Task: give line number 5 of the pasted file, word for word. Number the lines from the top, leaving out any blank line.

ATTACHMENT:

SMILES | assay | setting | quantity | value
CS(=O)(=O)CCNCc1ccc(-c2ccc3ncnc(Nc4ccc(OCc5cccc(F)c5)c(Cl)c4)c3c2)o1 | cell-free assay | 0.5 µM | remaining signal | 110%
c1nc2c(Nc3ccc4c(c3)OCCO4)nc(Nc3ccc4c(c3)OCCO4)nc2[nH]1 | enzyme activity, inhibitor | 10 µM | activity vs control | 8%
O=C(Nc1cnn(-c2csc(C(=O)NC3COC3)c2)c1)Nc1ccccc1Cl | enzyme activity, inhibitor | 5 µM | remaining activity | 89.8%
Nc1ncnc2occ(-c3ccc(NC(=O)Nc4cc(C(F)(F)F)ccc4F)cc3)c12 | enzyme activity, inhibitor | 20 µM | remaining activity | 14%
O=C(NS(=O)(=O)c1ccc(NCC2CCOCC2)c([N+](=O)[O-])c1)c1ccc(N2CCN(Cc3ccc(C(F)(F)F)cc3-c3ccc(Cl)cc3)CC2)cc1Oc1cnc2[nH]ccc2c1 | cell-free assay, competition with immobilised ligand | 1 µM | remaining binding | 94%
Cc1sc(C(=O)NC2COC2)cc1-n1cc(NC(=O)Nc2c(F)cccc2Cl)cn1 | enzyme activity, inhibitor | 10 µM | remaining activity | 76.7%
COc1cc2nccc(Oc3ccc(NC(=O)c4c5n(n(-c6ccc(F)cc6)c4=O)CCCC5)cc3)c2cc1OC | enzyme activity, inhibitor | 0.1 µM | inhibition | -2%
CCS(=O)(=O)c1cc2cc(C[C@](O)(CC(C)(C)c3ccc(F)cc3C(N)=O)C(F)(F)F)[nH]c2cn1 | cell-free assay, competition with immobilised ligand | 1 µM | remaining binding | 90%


Nc1ncnc2occ(-c3ccc(NC(=O)Nc4cc(C(F)(F)F)ccc4F)cc3)c12 | enzyme activity, inhibitor | 20 µM | remaining activity | 14%